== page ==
Ultimately, efforts to repatriate ancestral remains remind us of the humanity of these individuals who once walked the earth, which is perhaps the most important lesson our team learned when returning these individuals to rest.


References Cited

Fisher, Darlene. 2012. Repatriation Issues in First Nations Heritage Collections. Journal of Integrated Studies 1(3).

Gadacz, Rene R. 2012. Repatriation of Artifacts. The Canadian Encyclopedia. 

Goldstein, Lynne. 2014. Repatriation: Overview. In Encyclopedia of Global Archaeology, edited by Claire Smith pp. 6327-6335. Springer, New York.

Hill, Tom, and Trudy Nicks 1992 Turning the Page: Forging New Partnerships between Museums and First Peoples: Task Force Report on Museums and First Peoples. Assembly of First Nations and the Canadian Museums Association. Ottawa.

Holm, Margaret, and David Pokotylo. 1997. “From Policy to Practice: A Case Study in Collaborative Exhibits with First Nations.” Canadian Journal of Archaeology 21(1): 33-43.

Krmpotich, Cara. 2010.  Remembering and Repatriation: The Production of Kinship, Memory and Respect. Journal of Material Culture 15(2): 157-179.

Krmpotich, Cara. 2014. The Force of Family: Repatriation, Kinship and Memory on Haida Gwaii. University of Toronto Press, Toronto.

Kroon, E. Leonard. 1975. University of Windsor Site Report: Rikley, 1975. Ms. on file, Ontario Ministry of Culture, Tourism and Recreation, London, Ontario.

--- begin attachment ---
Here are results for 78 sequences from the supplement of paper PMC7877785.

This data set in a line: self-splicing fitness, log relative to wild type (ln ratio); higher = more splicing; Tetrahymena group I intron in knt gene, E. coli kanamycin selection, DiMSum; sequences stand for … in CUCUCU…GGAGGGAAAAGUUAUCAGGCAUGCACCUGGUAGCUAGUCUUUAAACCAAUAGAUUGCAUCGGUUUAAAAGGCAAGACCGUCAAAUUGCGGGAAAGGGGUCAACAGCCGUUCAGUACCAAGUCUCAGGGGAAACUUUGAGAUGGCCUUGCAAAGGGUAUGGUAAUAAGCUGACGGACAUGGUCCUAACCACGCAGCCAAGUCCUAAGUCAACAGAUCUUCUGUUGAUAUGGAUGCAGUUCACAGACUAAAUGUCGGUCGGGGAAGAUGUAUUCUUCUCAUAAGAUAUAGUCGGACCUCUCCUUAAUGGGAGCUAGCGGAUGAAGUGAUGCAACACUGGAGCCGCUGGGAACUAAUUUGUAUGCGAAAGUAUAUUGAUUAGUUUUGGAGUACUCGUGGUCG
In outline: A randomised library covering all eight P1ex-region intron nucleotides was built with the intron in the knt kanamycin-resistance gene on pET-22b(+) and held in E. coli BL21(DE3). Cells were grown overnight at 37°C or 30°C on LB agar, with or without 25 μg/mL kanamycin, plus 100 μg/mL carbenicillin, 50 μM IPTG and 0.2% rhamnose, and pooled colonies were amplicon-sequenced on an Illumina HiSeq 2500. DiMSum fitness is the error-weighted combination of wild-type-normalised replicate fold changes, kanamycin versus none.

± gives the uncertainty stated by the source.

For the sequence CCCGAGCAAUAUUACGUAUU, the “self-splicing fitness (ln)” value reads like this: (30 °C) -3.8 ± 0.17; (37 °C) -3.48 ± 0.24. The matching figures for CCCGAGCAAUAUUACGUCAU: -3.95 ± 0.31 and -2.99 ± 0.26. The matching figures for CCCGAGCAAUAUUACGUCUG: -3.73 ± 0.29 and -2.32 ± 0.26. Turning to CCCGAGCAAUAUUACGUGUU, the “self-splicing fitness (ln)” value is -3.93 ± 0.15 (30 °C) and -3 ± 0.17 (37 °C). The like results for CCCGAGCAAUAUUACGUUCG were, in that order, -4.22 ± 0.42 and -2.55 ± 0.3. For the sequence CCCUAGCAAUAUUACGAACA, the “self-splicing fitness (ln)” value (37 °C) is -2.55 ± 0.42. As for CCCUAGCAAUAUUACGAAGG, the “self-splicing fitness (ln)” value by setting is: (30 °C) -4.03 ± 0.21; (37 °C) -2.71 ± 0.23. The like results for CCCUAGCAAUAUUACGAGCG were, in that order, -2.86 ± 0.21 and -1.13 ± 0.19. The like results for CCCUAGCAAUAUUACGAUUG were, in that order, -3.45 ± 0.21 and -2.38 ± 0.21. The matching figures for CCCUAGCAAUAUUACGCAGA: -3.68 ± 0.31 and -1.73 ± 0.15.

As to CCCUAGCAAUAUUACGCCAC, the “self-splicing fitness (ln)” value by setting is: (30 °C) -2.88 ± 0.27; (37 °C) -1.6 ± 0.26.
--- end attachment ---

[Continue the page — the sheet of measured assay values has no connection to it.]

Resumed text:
Lambert-Pennington, Katherine. 2007. What Remains? Reconciling Repatriation, Aboriginal Culture, Representation and the Past. Oceania 77: 313-336.

Latta, Martha A. 2004. An Archaeological Generation: View from the New Millennium. Ontario Archaeology 77/78: 10-14.

Nahrgang, R. Kris. 2002. The State of Archaeology and First Nations. Ontario Archaeology 73: 85-93.

Ontario Provincial Government: Ministry of Tourism, Culture and Sport. 2011. Engaging Aboriginal Communities in Archaeology: A Draft Technical Bulletin for Consultant Archaeologists in Ontario.

Pickering, Michael. 2010. Despatches from the Front Line? Museum Experiences in Applied Repatriation. In The Long Way Home: The Meaning and Values of Repatriation, edited by Paul Turnbull and Michael Pickering, pp. 163-174. Berghan Books, New York.

Rosoff, Nancy B. 2003.Integrating Native Views into Museum Procedures: Hope and Practice at the National Museum of the American Indian. In Museums and Source Communities, edited by Laura Peers and Alison K. Brown, pp. 72-80. Routledge, London.

Rowley, Susan, and Kristin Hausler. 2008. The Journey Home: A Case Study in Proactive Repatriation. In Ultimut: Past Heritage—Future Partnerships, Discussions on Repatriation in the 21st Century, edited by Mille Gabriel and Jens Dahls, pp. 202-213. Eks-Skolens Trykkeri, Copenhagen, Denmark.

Recommended Reading

Gulliford, Andrew. 1996. Bones of Contention: The Repatriation of Native American Human Remains. The Public Historian 18(4): 119-143.

Kakaliouras, Ann M. 2012. An Anthropology of Repatriation: Contemporary Physical Anthropological and Native American Ontologies of Practice. Current Anthropology 53(5): 210-221.

Killion, Thomas W., and Paula Molloy. 2000. Repatriation’s Silver Lining. The SAA Bulletin: Working Together: Native Americans and Archaeologists 17(2): 111-117.

Morell, Virginia. 1995. Who Owns the Past? Science 268: 1424-1426.

Ramos, Harold. 2008. Aboriginal Protest. In Social Movements, edited by Susan Staggenborg, pp. 55-70. Oxford University Press, Toronto.

Rose, Jerome C., Thomas J. Green, and Victoria D. Green. 1996. NAGPRA is Forever: Osteology and the Repatriation of Skeletons. Annual Review of Anthropology 25: 81-103.

Sustainable Archaeology. n.d. 



Chelsea is a Ph.D. student in the Department of Archaeology at Simon Fraser University and an IPinCH Associate.